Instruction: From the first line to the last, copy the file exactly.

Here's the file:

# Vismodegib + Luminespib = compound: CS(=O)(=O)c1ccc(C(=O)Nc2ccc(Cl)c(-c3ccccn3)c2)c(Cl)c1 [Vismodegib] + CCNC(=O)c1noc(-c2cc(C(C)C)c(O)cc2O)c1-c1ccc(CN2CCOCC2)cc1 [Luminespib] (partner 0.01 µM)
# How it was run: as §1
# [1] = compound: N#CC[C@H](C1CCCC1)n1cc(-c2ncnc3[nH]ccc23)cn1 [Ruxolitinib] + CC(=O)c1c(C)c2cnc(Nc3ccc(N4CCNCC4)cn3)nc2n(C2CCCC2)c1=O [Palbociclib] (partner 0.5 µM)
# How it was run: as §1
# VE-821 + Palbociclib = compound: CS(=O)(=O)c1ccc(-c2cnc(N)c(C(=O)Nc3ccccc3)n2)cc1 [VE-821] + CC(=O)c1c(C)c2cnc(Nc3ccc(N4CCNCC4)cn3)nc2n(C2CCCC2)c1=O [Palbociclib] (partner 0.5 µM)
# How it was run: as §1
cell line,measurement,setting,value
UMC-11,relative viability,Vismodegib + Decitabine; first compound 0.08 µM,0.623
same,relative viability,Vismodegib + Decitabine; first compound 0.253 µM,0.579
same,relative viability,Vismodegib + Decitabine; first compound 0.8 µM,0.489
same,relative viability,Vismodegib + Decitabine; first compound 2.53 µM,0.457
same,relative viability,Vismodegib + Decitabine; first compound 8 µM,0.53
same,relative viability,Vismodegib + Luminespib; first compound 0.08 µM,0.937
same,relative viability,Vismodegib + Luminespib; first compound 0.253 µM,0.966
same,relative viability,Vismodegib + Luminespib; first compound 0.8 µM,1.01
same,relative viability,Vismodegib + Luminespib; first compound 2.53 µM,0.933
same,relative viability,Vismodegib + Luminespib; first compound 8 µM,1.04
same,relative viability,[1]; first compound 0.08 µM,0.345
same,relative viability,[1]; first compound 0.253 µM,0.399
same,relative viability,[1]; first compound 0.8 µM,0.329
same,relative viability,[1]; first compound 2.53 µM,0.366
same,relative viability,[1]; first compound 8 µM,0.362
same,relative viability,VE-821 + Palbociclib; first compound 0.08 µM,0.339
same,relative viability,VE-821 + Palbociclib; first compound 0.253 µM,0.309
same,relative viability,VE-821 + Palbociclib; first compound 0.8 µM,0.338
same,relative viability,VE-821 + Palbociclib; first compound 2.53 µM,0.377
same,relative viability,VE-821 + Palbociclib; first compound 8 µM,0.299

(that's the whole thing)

# Vismodegib + Luminespib = compound: CS(=O)(=O)c1ccc(C(=O)Nc2ccc(Cl)c(-c3ccccn3)c2)c(Cl)c1 [Vismodegib] + CCNC(=O)c1noc(-c2cc(C(C)C)c(O)cc2O)c1-c1ccc(CN2CCOCC2)cc1 [Luminespib] (partner 0.01 µM)
# How it was run: as §1
# [1] = compound: N#CC[C@H](C1CCCC1)n1cc(-c2ncnc3[nH]ccc23)cn1 [Ruxolitinib] + CC(=O)c1c(C)c2cnc(Nc3ccc(N4CCNCC4)cn3)nc2n(C2CCCC2)c1=O [Palbociclib] (partner 0.5 µM)
# How it was run: as §1
# VE-821 + Palbociclib = compound: CS(=O)(=O)c1ccc(-c2cnc(N)c(C(=O)Nc3ccccc3)n2)cc1 [VE-821] + CC(=O)c1c(C)c2cnc(Nc3ccc(N4CCNCC4)cn3)nc2n(C2CCCC2)c1=O [Palbociclib] (partner 0.5 µM)
# How it was run: as §1
cell line,measurement,setting,value
UMC-11,relative viability,Vismodegib + Decitabine; first compound 0.08 µM,0.623
same,relative viability,Vismodegib + Decitabine; first compound 0.253 µM,0.579
same,relative viability,Vismodegib + Decitabine; first compound 0.8 µM,0.489
same,relative viability,Vismodegib + Decitabine; first compound 2.53 µM,0.457
same,relative viability,Vismodegib + Decitabine; first compound 8 µM,0.53
same,relative viability,Vismodegib + Luminespib; first compound 0.08 µM,0.937
same,relative viability,Vismodegib + Luminespib; first compound 0.253 µM,0.966
same,relative viability,Vismodegib + Luminespib; first compound 0.8 µM,1.01
same,relative viability,Vismodegib + Luminespib; first compound 2.53 µM,0.933
same,relative viability,Vismodegib + Luminespib; first compound 8 µM,1.04
same,relative viability,[1]; first compound 0.08 µM,0.345
same,relative viability,[1]; first compound 0.253 µM,0.399
same,relative viability,[1]; first compound 0.8 µM,0.329
same,relative viability,[1]; first compound 2.53 µM,0.366
same,relative viability,[1]; first compound 8 µM,0.362
same,relative viability,VE-821 + Palbociclib; first compound 0.08 µM,0.339
same,relative viability,VE-821 + Palbociclib; first compound 0.253 µM,0.309
same,relative viability,VE-821 + Palbociclib; first compound 0.8 µM,0.338
same,relative viability,VE-821 + Palbociclib; first compound 2.53 µM,0.377
same,relative viability,VE-821 + Palbociclib; first compound 8 µM,0.299